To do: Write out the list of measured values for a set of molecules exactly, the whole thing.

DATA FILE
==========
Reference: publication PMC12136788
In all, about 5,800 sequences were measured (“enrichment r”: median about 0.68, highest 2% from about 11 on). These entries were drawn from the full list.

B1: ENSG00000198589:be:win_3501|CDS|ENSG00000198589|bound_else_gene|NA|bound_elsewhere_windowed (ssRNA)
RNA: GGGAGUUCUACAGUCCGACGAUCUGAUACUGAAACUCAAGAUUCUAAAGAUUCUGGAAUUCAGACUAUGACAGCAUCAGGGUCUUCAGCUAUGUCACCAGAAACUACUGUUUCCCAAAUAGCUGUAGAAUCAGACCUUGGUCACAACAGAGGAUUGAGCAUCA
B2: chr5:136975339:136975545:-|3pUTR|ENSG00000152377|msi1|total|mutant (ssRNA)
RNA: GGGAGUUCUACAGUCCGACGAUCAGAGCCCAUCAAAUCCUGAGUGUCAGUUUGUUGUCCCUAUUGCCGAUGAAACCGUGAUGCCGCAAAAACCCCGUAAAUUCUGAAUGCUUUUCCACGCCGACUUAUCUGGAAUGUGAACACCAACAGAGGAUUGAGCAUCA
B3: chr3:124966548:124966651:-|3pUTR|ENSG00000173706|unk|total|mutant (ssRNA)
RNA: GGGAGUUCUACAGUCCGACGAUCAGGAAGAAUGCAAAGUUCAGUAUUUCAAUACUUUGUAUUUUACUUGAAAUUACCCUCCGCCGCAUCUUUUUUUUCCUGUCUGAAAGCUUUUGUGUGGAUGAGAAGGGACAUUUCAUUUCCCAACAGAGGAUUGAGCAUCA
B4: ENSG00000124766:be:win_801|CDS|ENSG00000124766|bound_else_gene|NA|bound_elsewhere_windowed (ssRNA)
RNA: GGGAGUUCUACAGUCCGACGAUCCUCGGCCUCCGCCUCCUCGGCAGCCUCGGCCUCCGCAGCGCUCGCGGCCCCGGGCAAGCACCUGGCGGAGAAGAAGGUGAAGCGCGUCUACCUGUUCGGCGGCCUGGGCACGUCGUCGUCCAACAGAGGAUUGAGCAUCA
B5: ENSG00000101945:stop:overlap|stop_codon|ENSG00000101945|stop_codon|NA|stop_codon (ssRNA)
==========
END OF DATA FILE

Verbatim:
Reference: publication PMC12136788
In all, about 5,800 sequences were measured (“enrichment r”: median about 0.68, highest 2% from about 11 on). These entries were drawn from the full list.

B1: ENSG00000198589:be:win_3501|CDS|ENSG00000198589|bound_else_gene|NA|bound_elsewhere_windowed (ssRNA)
RNA: GGGAGUUCUACAGUCCGACGAUCUGAUACUGAAACUCAAGAUUCUAAAGAUUCUGGAAUUCAGACUAUGACAGCAUCAGGGUCUUCAGCUAUGUCACCAGAAACUACUGUUUCCCAAAUAGCUGUAGAAUCAGACCUUGGUCACAACAGAGGAUUGAGCAUCA
B2: chr5:136975339:136975545:-|3pUTR|ENSG00000152377|msi1|total|mutant (ssRNA)
RNA: GGGAGUUCUACAGUCCGACGAUCAGAGCCCAUCAAAUCCUGAGUGUCAGUUUGUUGUCCCUAUUGCCGAUGAAACCGUGAUGCCGCAAAAACCCCGUAAAUUCUGAAUGCUUUUCCACGCCGACUUAUCUGGAAUGUGAACACCAACAGAGGAUUGAGCAUCA
B3: chr3:124966548:124966651:-|3pUTR|ENSG00000173706|unk|total|mutant (ssRNA)
RNA: GGGAGUUCUACAGUCCGACGAUCAGGAAGAAUGCAAAGUUCAGUAUUUCAAUACUUUGUAUUUUACUUGAAAUUACCCUCCGCCGCAUCUUUUUUUUCCUGUCUGAAAGCUUUUGUGUGGAUGAGAAGGGACAUUUCAUUUCCCAACAGAGGAUUGAGCAUCA
B4: ENSG00000124766:be:win_801|CDS|ENSG00000124766|bound_else_gene|NA|bound_elsewhere_windowed (ssRNA)
RNA: GGGAGUUCUACAGUCCGACGAUCCUCGGCCUCCGCCUCCUCGGCAGCCUCGGCCUCCGCAGCGCUCGCGGCCCCGGGCAAGCACCUGGCGGAGAAGAAGGUGAAGCGCGUCUACCUGUUCGGCGGCCUGGGCACGUCGUCGUCCAACAGAGGAUUGAGCAUCA
B5: ENSG00000101945:stop:overlap|stop_codon|ENSG00000101945|stop_codon|NA|stop_codon (ssRNA)